making said film with the center lines of said doctor blade support areas intersecting each other and the edges of said text characters, including both the said rectilinear and the curvilinear and non-rectilinear character edges, at angles of about 90° to facilitate the flow of etching solution into and out of the corners of the well areas formed in the exposed and processed photoresist at said intersections, to minimize the distance between the resulting adjacent etched ink wells at said intersections, and to facilitate the flow of ink into and out of the corners of the resulting wells at said intersections.
2. A phototypesetting method as set forth in claim 1 wherein said doctor blade support areas increase in width between said intersections so that the etching of the resulting wells in the printing plate produces doctor blade supports of substantially uniform width throughout each text character.
3. A phototypesetting method as set forth in claim 1 wherein the center lines of at least selected portions of said doctor blade support areas are curved to form said angles of about 90° at said intersections.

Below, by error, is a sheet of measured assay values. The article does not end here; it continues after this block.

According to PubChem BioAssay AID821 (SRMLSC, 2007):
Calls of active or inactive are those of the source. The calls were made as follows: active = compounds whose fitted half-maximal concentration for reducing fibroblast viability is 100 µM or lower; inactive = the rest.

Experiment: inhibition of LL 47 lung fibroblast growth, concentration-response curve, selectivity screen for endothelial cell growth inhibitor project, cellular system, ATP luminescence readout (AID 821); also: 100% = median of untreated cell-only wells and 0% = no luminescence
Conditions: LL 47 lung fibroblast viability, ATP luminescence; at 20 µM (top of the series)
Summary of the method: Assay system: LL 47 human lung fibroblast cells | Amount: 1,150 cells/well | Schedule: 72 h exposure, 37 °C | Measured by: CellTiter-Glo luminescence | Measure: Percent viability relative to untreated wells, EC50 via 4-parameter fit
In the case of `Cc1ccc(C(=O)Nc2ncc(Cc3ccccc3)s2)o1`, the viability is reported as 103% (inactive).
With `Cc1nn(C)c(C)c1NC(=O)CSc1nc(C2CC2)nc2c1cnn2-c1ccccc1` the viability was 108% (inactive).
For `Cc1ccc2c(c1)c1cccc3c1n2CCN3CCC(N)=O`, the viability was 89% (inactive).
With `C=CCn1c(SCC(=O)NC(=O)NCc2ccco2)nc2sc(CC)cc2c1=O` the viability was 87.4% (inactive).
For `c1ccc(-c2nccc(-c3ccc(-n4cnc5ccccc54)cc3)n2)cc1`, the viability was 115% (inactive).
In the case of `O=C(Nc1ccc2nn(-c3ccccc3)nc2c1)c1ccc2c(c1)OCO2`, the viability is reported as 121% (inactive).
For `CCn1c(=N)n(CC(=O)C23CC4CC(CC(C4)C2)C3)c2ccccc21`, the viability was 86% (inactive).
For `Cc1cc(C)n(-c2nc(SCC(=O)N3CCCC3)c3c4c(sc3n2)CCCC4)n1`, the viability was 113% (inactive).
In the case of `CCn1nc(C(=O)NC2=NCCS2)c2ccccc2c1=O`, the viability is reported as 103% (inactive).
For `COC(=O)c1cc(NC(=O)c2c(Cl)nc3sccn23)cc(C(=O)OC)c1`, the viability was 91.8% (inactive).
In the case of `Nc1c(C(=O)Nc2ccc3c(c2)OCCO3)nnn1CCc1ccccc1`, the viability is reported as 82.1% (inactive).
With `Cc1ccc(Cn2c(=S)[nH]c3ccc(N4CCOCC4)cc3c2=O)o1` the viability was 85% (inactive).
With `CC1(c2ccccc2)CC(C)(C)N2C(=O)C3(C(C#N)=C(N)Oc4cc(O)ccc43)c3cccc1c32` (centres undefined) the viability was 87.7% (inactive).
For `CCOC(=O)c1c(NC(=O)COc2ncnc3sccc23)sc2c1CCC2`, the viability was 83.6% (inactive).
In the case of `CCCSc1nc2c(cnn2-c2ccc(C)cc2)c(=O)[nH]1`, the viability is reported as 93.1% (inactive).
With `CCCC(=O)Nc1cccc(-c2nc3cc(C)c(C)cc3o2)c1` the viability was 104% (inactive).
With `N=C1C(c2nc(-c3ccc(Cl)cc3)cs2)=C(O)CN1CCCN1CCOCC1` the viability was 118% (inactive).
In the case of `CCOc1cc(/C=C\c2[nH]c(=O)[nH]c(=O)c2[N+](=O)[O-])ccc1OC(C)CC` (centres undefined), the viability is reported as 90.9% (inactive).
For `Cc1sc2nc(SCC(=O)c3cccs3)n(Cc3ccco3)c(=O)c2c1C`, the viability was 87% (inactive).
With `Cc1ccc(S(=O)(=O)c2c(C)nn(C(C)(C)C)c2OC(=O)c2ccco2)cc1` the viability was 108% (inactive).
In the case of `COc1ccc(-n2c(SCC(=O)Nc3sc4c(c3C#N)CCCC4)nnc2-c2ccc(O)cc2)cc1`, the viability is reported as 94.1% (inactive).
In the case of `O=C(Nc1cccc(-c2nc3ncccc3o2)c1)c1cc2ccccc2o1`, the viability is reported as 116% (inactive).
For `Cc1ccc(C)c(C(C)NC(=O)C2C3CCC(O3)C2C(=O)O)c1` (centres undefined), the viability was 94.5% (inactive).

4. In a film having text characters thereon for use in a phototypesetting method of forming a printing plate for intaglio printing, said characters on the film comprising a plurality of ink well areas separated by a plurality of doctor blade support areas within each character with at least portions of at least certain of said characters being rectilinear and at least portions of at least certain of said characters being curvilinear and non-rectilinear, the improvement comprising: